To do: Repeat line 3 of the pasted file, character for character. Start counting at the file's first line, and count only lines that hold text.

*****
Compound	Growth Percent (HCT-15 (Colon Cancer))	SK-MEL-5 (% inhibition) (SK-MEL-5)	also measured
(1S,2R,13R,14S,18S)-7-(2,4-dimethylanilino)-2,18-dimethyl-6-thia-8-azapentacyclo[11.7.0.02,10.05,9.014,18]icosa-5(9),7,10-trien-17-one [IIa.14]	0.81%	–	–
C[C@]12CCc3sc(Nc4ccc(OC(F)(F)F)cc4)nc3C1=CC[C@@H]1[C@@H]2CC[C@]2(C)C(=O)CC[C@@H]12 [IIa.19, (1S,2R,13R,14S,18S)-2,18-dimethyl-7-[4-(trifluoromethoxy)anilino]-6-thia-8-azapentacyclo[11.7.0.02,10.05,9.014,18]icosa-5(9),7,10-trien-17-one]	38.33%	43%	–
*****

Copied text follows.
C[C@]12CCc3sc(Nc4ccc(OC(F)(F)F)cc4)nc3C1=CC[C@@H]1[C@@H]2CC[C@]2(C)C(=O)CC[C@@H]12 [IIa.19, (1S,2R,13R,14S,18S)-2,18-dimethyl-7-[4-(trifluoromethoxy)anilino]-6-thia-8-azapentacyclo[11.7.0.02,10.05,9.014,18]icosa-5(9),7,10-trien-17-one]	38.33%	43%	–